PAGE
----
The mission said the group dated to the Old Kingdom. Many statues have been found at Saqqara over the past century, but this is the largest group of such objects found in recent years. The mission has also found amulets, stone vessels, tools for daily life, and statues of Ptah-Sokar.
GOLDEN MUMMY: In the basement of the Egyptian Museum in Cairo’s Tahrir Square another discovery was made this week as Computer tomography CT scans revealed the secrets of a golden mummy stored in the Museum since more than a century ago.
(CT) scans and three-dimensional printing revealed the secrets of the 2,300-year-old golden boy’s mummy, which has now been moved from the Museum’s basement to the exhibition area.
The golden mummy had been kept in the basement for more than a century before being revealed in a scientific study published today in the journal Frontiers in Medicine by Sahar Saleem, a professor of radiology at Cairo University.
The mummy was discovered completely wrapped in a tomb from the Ptolemaic period in Edfu near Aswan in 1916 and was moved to the Egyptian Museum’s basement in Cairo.
The mummy had been stored unexamined for over a century until it was studied for the first time in 2015 by radiologist Sahar Saleem, in collaboration with Sabah Abdel-Razek and Mahmound Al-Halwagy, former directors of the Egyptian Museum, using a computer tomography machine in the gardens of the Museum.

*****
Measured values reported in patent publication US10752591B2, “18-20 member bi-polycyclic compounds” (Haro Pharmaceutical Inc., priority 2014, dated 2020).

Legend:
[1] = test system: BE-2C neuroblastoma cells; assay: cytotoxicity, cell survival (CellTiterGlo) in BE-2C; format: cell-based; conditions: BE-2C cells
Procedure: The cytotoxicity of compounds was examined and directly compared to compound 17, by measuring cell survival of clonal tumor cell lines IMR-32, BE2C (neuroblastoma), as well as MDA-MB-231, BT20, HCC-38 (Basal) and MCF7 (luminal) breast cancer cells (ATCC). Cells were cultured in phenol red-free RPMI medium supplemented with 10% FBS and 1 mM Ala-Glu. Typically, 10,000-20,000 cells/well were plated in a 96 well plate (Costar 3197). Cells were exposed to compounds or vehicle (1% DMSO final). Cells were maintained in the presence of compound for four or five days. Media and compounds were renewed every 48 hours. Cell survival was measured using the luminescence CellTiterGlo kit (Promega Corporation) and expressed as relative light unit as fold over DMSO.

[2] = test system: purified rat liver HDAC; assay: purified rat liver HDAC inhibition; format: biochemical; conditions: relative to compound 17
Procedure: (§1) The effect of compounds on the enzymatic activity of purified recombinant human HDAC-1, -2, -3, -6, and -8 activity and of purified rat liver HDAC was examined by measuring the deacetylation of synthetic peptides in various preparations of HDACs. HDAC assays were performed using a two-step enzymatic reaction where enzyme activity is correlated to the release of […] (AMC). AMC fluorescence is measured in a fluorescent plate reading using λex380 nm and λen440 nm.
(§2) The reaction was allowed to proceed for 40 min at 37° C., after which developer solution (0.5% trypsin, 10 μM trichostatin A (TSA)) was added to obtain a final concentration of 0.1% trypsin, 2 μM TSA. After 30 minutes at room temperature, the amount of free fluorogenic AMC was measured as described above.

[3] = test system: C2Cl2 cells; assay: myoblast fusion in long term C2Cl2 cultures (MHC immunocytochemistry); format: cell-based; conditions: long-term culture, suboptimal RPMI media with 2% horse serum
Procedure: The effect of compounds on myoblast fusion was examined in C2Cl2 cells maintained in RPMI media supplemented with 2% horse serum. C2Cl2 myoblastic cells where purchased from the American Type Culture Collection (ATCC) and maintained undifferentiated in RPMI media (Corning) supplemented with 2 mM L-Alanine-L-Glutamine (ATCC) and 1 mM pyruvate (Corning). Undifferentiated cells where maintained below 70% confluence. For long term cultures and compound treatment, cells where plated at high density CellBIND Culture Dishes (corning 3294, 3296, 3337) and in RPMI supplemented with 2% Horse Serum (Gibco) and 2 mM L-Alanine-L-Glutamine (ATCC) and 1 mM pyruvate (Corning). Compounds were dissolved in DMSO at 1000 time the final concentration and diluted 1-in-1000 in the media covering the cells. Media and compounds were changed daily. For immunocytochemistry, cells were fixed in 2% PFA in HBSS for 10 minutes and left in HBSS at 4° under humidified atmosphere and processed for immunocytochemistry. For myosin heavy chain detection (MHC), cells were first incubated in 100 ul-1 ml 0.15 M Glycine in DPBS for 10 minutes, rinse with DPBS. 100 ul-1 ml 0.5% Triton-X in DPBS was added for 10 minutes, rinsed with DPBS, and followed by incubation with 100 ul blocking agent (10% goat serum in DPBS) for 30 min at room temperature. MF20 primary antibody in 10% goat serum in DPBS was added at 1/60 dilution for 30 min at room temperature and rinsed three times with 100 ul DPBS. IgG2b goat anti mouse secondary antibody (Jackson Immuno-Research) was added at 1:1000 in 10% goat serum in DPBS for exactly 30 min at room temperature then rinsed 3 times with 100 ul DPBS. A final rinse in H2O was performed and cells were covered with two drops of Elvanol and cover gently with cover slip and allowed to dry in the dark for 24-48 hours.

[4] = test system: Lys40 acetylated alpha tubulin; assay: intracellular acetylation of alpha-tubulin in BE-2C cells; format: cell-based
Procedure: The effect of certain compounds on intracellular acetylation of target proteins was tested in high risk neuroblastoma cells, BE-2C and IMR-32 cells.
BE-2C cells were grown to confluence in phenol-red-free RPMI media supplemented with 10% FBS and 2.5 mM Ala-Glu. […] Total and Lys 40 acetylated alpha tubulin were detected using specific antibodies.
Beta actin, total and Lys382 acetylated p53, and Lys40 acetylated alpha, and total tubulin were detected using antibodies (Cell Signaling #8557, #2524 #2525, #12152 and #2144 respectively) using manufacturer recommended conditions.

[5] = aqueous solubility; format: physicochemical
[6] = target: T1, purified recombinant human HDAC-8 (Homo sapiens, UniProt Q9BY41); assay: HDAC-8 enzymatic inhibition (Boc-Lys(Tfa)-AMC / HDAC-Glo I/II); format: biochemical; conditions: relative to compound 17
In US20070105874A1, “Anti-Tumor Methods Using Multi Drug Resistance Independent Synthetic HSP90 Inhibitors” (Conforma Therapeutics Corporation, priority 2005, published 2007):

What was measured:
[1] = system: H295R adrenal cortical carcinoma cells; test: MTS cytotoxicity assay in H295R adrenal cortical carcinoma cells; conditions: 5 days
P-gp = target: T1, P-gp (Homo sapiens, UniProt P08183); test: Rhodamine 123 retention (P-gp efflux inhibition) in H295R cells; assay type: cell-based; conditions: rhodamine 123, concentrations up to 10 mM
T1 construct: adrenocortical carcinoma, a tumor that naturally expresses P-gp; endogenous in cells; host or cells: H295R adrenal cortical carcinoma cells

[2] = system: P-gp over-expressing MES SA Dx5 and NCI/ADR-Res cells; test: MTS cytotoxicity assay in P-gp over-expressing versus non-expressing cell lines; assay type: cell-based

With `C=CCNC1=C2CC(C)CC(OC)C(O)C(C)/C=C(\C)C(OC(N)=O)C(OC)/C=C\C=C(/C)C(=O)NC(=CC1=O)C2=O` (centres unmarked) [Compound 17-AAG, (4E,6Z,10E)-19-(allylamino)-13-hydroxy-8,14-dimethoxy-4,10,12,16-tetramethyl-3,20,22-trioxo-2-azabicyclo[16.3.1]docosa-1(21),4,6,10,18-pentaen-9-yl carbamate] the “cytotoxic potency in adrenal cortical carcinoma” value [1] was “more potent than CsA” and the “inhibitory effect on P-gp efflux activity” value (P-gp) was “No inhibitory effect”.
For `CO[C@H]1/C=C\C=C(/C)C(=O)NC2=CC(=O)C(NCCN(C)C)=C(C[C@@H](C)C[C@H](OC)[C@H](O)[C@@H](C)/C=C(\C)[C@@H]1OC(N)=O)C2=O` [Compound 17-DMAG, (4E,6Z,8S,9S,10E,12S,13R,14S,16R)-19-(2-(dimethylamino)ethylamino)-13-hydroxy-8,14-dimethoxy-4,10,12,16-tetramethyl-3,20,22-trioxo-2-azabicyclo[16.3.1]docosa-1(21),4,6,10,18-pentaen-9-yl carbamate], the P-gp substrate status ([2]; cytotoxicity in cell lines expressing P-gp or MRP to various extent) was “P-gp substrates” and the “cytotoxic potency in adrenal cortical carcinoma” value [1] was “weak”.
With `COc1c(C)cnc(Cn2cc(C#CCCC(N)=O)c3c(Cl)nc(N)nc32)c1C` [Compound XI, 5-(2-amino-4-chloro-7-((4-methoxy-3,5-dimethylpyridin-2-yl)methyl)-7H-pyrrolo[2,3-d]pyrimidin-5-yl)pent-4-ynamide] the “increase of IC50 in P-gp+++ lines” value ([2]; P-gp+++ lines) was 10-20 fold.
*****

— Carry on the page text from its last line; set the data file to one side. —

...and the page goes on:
Saleem said that the studies had revealed that the mummy belongs to a 15-year-old boy and was mummified at a very high level and the mummy’s body was extensively decorated with 49 different shape amulets in three columns between the folds of the wrappings and inside the mummy’s body cavity. A group of 30 of the amulets were made of gold, while the others were made of stone or faience.
A gold amulet in the shape of a tongue was placed inside the mummy’s mouth so that he could speak in the afterlife. A two-finger amulet was placed below the trunk to protect the embalming incision.
A large gold amulet of the heart scarab inside the mummy’s chest cavity was replicated using three-dimensional printing.
The studies shed light on social life in ancient Egypt thousands of years ago.
* A version of this article appears in print in the 2 February, 2023 edition of Al-Ahram Weekly